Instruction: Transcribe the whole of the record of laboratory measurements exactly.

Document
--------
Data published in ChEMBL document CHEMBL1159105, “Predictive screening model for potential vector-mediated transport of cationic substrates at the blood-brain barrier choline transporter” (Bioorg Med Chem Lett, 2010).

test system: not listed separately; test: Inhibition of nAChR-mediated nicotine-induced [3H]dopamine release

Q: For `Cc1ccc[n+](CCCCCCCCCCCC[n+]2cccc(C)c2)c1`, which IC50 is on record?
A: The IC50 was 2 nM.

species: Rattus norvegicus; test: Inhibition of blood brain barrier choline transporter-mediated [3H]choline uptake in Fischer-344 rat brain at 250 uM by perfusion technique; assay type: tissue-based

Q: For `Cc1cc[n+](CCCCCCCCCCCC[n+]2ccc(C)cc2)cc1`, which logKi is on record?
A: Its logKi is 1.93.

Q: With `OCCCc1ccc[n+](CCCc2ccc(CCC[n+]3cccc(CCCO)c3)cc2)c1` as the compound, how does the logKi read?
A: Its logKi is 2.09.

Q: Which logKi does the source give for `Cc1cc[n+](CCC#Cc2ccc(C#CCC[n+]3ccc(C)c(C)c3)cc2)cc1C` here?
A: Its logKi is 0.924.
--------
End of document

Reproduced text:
Data published in ChEMBL document CHEMBL1159105, “Predictive screening model for potential vector-mediated transport of cationic substrates at the blood-brain barrier choline transporter” (Bioorg Med Chem Lett, 2010).

test system: not listed separately; test: Inhibition of nAChR-mediated nicotine-induced [3H]dopamine release

Q: For `Cc1ccc[n+](CCCCCCCCCCCC[n+]2cccc(C)c2)c1`, which IC50 is on record?
A: The IC50 was 2 nM.

species: Rattus norvegicus; test: Inhibition of blood brain barrier choline transporter-mediated [3H]choline uptake in Fischer-344 rat brain at 250 uM by perfusion technique; assay type: tissue-based

Q: For `Cc1cc[n+](CCCCCCCCCCCC[n+]2ccc(C)cc2)cc1`, which logKi is on record?
A: Its logKi is 1.93.

Q: With `OCCCc1ccc[n+](CCCc2ccc(CCC[n+]3cccc(CCCO)c3)cc2)c1` as the compound, how does the logKi read?
A: Its logKi is 2.09.

Q: Which logKi does the source give for `Cc1cc[n+](CCC#Cc2ccc(C#CCC[n+]3ccc(C)c(C)c3)cc2)cc1C` here?
A: Its logKi is 0.924.